One of the changes for 2015, there are going to be plenty, but this one I can tell you about, is that the Pfennig will eventually be changed from just text, to HTML format, where I'll be able to include pictures, graphs, stuff like that. I know, I know, other newsletters have been doing that stuff for eons now, what's taken the Pfennig so long to change? Me.  I resisted changing the text format.  I always thought that Pfennig Readers just wanted a 5 minute walk through what Chuck was talking about that day, and be done with it. But the success of our Pfennig Blog, changed my mind. So. maybe, this picture of Alex and Andrew will make it in the Pfennig next year!

The U.S. Data Cupboard has the usual Tub Thumpin' Thursday fare of Weekly Initial Jobless Claims, but will also have the leading Index for November. this data has picked up a bit lately, which is surprising to me, and then just about every data print surprises me these days, for there is no fundamental reasons for the data to print like it does.  For instance, last week, I said Retail Sales would be better than previous months, but I was shocked at how strong they printed, but when you open up the hood and look inside the data, you find that the data was distorted with seasonal adjustments for Gas prices and sales.  

John Williams of had this to say about the gas sales that the BLS reported. “

 If Recent Retail Sales and CPI Reporting Are to Be Believed, Consumers Have Used the Bulk of Gasoline-Price Savings to Buy More Gasoline”

So, as I've said for a while now, I'm raising the white flag on data prints, and trying to walk away from them, but the markets just keep dragging me back, sort of like when I sit on the beach in Florida, people walking by want to keep dragging me back to the water! HA!

For What It's Worth. As promised. See I deliver on my promises, as opposed to Mark Carney! But here's Koos Jansen, who I follow on Google+, and his full article was posted on, and you can find it here, which I might add, you'll get the opinion of Koos that I can't give you any longer.

I really think you should read his full article.  But here's a snippet if you can't get to it.

“Much like the gold market, supply and demand fundamentals are completely ignored as the pricing of gold revolves around the dollar. Countries such as Russia understand fully that this dynamic of dollar dominance leaves them very vulnerable to shocks. The same is true of all resource rich countries. While some of them see the US as an ally and go along with this, Saudi being the obvious one, the Russian's have made it clear they want change. Make no mistake about it the Russian's will get the change they desire.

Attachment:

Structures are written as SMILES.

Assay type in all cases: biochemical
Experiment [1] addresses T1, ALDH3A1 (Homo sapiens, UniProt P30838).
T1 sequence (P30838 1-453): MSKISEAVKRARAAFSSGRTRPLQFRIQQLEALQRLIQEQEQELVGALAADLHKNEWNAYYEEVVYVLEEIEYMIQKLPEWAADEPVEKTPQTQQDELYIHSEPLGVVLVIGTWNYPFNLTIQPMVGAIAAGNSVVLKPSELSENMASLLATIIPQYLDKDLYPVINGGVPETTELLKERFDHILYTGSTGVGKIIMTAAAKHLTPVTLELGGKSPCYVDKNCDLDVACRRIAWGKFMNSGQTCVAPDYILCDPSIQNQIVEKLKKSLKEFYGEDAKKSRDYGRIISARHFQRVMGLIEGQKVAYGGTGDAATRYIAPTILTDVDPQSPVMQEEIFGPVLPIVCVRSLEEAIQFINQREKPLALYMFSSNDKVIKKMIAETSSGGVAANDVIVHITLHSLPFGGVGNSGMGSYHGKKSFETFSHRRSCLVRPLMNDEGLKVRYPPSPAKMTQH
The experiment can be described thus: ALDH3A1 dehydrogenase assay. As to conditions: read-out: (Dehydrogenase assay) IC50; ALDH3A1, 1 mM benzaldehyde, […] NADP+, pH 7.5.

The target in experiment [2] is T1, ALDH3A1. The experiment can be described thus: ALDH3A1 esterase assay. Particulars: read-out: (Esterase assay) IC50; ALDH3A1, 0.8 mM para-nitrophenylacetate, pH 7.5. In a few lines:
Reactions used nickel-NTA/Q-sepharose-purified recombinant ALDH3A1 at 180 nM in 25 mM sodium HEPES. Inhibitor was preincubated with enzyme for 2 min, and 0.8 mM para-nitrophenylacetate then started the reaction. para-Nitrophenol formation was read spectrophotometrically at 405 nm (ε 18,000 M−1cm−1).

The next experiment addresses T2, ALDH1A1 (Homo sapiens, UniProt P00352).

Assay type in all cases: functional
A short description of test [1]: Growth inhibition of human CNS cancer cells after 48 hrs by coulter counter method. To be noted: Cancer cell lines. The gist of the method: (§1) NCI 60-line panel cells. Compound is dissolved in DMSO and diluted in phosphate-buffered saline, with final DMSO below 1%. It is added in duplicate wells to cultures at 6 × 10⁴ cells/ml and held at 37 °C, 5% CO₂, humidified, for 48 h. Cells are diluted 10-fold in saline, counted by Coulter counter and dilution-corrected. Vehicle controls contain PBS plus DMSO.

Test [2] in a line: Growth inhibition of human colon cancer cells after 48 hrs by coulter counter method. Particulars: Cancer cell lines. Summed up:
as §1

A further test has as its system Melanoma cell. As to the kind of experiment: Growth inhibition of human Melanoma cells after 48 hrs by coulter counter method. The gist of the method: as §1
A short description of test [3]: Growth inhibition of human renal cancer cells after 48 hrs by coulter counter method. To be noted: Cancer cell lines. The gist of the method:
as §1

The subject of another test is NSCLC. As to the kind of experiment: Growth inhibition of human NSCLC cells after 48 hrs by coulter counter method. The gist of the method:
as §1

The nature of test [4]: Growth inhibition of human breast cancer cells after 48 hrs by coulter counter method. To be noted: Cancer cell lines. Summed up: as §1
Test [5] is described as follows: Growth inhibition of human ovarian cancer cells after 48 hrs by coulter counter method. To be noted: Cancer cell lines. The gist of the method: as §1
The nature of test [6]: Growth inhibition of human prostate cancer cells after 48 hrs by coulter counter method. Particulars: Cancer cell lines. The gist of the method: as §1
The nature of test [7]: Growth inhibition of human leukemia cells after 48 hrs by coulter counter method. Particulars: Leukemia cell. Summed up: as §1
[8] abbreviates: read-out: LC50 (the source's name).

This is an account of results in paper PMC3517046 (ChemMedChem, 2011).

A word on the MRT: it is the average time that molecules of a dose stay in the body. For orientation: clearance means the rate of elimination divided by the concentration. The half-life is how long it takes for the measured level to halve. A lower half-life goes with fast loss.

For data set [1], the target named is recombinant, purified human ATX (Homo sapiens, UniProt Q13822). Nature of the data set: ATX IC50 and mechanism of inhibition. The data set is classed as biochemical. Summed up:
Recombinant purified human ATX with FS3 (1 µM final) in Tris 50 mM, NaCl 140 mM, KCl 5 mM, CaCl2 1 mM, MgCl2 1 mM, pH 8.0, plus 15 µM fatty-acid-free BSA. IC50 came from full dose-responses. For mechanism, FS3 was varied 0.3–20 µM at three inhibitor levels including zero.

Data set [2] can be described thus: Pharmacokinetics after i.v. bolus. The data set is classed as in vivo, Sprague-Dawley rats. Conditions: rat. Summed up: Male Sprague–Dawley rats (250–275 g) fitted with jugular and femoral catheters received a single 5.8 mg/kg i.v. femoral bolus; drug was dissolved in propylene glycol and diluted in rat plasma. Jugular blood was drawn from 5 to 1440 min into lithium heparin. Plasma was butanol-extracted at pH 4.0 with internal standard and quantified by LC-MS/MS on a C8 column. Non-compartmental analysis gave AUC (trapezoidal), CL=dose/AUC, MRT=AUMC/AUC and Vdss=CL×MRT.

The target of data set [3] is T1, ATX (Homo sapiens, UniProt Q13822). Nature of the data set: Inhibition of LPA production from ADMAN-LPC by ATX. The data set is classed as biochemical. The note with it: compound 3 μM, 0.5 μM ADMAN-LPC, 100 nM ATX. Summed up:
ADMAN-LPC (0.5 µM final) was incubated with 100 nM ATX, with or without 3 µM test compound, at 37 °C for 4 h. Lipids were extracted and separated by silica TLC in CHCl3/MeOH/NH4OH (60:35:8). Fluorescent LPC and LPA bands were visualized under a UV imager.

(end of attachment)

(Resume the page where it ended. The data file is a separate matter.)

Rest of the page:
Let me explain the previous sentence. Russian debt to GDP is roughly 14%. Their debt to GDP is pristine. Japan's is 227%, Greece 175%, Italy 132%, and the US 105%. Now can someone kindly explain why a currency would implode like the Ruble when their financial condition relative to the West and Japan looks like a Ferrari among a bunch of Ford Pintos? You could argue that they are highly dependent on oil. True, but so are other nations and are you certain oil will remain this low for an extended period?”

Chuck again. I'm listening to the Celtic Woman concert in Dublin for Christmas 2013 right now, how in the world could I have any bad thoughts about how the ruble is being treated, or any snarky, smart-alec remarks with those beautiful voices singing Christmas songs to me?

To recap.  Well, the FOMC said we should be patient with rate hikes, and thus the currencies with rate differentials are rallying today, and the currencies that don't have a rate differential are finding it difficult to gain traction, but gain it they are in tiny bits. Gold is up $15 this morning as I write, but after getting whacked earlier this week, it just doesn't seem to be enough in my opinion. SNB announces negative deposit rate at the Central Bank, and the euro / franc cross improves, but now is coming back.. Putin says the U.S. military budget is 10 times that of Russia, why did he mention that?  And BBH tells us that Russian has plenty of reserves to pay off bond servicing for the next two years, surely something will happen to get things back to normal by then, eh?

Currencies today 12/19/14. American Style: A$ .8185, kiwi .7750, C$ .8625, euro 1.2305, sterling 1.5645, Swiss $1.0215,  . European Style: rand 11.5575, krone 7.3695, SEK 7.6610, forint 255.45, zloty 3.4475, koruna 22.4365, RUB 60.90, yen 118.80, sing 1.3130, HKD 7.7570, INR 63.11, China 6.1195, pesos 14.49, BRL 2.5785, Dollar Index 88.95, Oil $58.14, 10-year 2.17%, Silver $16.08, Platinum $ 1,209.75, Palladium $788.25, and Gold. $1,204.37

That's it for today.  I won't be writing tomorrow, so I'll get this in today. A great BIG Happy Birthday to our colleague, and soccer legend, Ty Keough tomorrow. Ty is a south side St. Louis kid that played on national champion teams at St. Louis University, for his legendary dad, and then went on to play on the U.S. national team, that didn't get to play in the Olympics when Carter boycotted them (remember that?)  Then he went on to have a long professional career playing both indoor and outdoor soccer. He still plays in over 50 tournaments, and then limps into work the next week! So. Happy Birthday Ty, I hope you get a “kick” out of your day! Tomorrow is an annual tradition for my buddies. Every year we go “shopping” together, wink, wink. we hire a cab to drive us around all day, sort of like a pub-crawl, but we don't walk anywhere!  It's always a fun-filled day. And tonight, the boys and girls on the trading desk are meeting for a holiday happy hour, so I get to see them again before Christmas!

And brother did I feel bad yesterday when mentioning books on my desk, how could I have not mentioned this one?  My only excuse is it's dark down here when I'm writing in the morning! But the other book on my desk is: Retirement Reboot, by my good friend: Dennis Miller..  UGH! Sometimes I'm such a dolt!  Alex is following in his brother's footsteps. He's coaching the 8th grade Water Polo team in the Lindbergh School District. WOW! Good for him, if there's one thing I got across to first Andrew, and now Alex, it was when they hang up their athletic careers, give something back to the sport they loved.. Coach, officiate, keep score, whatever, but give back to the sport. And they are!   It's the 18th of December, only 7 more days till Christmas! Are you ready? Yes, I'm ready! Now, let's go out and make this a Tub Thumpin' Thursday!

Chuck Butler
EverBank World Markets